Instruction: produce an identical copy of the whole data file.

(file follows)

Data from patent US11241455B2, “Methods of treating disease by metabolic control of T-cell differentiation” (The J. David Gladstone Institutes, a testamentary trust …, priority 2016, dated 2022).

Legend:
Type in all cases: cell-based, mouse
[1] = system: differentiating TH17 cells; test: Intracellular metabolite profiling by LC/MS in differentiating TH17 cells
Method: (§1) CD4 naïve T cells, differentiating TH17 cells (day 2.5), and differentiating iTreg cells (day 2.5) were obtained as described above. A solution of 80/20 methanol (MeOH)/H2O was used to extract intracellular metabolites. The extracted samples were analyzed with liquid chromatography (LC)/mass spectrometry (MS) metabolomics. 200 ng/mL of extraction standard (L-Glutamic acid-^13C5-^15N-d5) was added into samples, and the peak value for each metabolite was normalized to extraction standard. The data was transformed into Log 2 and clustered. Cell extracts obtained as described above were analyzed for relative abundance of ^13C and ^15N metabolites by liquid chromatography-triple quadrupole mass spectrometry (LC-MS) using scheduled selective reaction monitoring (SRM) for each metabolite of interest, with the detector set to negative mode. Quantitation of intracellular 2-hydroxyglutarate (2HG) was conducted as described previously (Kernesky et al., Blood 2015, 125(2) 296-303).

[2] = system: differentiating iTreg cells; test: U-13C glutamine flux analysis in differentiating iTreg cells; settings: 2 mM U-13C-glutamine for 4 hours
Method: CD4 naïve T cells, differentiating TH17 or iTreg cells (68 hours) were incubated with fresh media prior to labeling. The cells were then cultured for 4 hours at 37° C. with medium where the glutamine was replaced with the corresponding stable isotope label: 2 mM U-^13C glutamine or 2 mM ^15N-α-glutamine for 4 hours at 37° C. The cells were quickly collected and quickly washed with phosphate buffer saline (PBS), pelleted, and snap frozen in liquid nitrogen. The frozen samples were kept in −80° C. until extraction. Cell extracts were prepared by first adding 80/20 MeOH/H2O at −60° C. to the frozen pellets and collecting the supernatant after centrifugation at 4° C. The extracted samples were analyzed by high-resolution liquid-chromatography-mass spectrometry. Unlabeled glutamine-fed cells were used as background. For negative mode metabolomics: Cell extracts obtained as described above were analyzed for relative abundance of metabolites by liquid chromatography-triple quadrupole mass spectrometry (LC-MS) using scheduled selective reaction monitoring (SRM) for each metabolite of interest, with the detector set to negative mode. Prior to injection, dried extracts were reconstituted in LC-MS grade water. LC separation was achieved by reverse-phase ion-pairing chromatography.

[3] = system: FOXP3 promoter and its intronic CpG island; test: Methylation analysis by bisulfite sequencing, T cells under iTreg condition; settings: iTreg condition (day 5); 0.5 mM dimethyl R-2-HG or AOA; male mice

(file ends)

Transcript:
Data from patent US11241455B2, “Methods of treating disease by metabolic control of T-cell differentiation” (The J. David Gladstone Institutes, a testamentary trust …, priority 2016, dated 2022).

Legend:
Type in all cases: cell-based, mouse
[1] = system: differentiating TH17 cells; test: Intracellular metabolite profiling by LC/MS in differentiating TH17 cells
Method: (§1) CD4 naïve T cells, differentiating TH17 cells (day 2.5), and differentiating iTreg cells (day 2.5) were obtained as described above. A solution of 80/20 methanol (MeOH)/H2O was used to extract intracellular metabolites. The extracted samples were analyzed with liquid chromatography (LC)/mass spectrometry (MS) metabolomics. 200 ng/mL of extraction standard (L-Glutamic acid-^13C5-^15N-d5) was added into samples, and the peak value for each metabolite was normalized to extraction standard. The data was transformed into Log 2 and clustered. Cell extracts obtained as described above were analyzed for relative abundance of ^13C and ^15N metabolites by liquid chromatography-triple quadrupole mass spectrometry (LC-MS) using scheduled selective reaction monitoring (SRM) for each metabolite of interest, with the detector set to negative mode. Quantitation of intracellular 2-hydroxyglutarate (2HG) was conducted as described previously (Kernesky et al., Blood 2015, 125(2) 296-303).

[2] = system: differentiating iTreg cells; test: U-13C glutamine flux analysis in differentiating iTreg cells; settings: 2 mM U-13C-glutamine for 4 hours
Method: CD4 naïve T cells, differentiating TH17 or iTreg cells (68 hours) were incubated with fresh media prior to labeling. The cells were then cultured for 4 hours at 37° C. with medium where the glutamine was replaced with the corresponding stable isotope label: 2 mM U-^13C glutamine or 2 mM ^15N-α-glutamine for 4 hours at 37° C. The cells were quickly collected and quickly washed with phosphate buffer saline (PBS), pelleted, and snap frozen in liquid nitrogen. The frozen samples were kept in −80° C. until extraction. Cell extracts were prepared by first adding 80/20 MeOH/H2O at −60° C. to the frozen pellets and collecting the supernatant after centrifugation at 4° C. The extracted samples were analyzed by high-resolution liquid-chromatography-mass spectrometry. Unlabeled glutamine-fed cells were used as background. For negative mode metabolomics: Cell extracts obtained as described above were analyzed for relative abundance of metabolites by liquid chromatography-triple quadrupole mass spectrometry (LC-MS) using scheduled selective reaction monitoring (SRM) for each metabolite of interest, with the detector set to negative mode. Prior to injection, dried extracts were reconstituted in LC-MS grade water. LC separation was achieved by reverse-phase ion-pairing chromatography.

[3] = system: FOXP3 promoter and its intronic CpG island; test: Methylation analysis by bisulfite sequencing, T cells under iTreg condition; settings: iTreg condition (day 5); 0.5 mM dimethyl R-2-HG or AOA; male mice